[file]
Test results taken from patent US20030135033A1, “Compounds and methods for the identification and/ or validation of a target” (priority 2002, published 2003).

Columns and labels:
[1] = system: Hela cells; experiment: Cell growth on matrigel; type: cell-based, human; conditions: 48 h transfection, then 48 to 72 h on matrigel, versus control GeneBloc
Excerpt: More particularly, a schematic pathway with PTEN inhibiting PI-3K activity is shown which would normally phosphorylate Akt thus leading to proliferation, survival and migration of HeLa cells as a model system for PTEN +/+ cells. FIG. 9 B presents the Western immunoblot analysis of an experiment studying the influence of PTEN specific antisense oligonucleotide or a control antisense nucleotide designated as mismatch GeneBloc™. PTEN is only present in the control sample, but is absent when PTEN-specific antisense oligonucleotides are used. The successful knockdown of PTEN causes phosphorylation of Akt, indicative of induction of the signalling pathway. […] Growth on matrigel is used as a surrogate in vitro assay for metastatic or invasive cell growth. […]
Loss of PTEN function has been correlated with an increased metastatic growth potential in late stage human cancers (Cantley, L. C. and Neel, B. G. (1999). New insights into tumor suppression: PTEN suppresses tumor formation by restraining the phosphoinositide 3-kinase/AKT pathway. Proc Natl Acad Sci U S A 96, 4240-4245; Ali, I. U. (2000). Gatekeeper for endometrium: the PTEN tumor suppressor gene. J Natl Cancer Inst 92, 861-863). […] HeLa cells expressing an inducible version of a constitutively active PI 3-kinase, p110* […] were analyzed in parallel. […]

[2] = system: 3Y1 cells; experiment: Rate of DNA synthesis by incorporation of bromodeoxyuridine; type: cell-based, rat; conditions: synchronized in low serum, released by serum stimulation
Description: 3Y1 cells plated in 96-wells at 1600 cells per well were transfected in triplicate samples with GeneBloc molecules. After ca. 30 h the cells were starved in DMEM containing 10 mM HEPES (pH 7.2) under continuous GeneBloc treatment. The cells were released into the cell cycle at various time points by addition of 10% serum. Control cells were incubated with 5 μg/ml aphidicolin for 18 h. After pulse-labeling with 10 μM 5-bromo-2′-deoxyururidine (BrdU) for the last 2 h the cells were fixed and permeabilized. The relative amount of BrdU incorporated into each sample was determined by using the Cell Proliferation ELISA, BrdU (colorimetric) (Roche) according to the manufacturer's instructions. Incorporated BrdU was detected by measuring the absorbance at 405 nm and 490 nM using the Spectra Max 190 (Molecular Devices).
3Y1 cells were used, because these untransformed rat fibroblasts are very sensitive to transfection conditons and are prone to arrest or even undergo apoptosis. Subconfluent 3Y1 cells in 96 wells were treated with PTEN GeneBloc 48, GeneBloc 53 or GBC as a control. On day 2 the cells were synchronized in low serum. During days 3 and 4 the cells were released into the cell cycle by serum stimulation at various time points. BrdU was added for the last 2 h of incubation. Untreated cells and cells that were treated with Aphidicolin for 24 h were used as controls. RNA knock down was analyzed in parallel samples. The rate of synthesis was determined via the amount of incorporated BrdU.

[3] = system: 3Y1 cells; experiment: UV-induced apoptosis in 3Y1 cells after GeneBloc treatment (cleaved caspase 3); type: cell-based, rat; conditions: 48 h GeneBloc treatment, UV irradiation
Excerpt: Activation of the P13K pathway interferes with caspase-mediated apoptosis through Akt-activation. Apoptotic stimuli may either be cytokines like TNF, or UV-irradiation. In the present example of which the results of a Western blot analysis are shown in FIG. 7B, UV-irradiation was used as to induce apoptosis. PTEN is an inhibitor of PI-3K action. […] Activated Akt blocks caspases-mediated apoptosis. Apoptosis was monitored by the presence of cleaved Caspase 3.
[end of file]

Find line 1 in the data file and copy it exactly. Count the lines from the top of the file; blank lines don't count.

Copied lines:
Test results taken from patent US20030135033A1, “Compounds and methods for the identification and/ or validation of a target” (priority 2002, published 2003).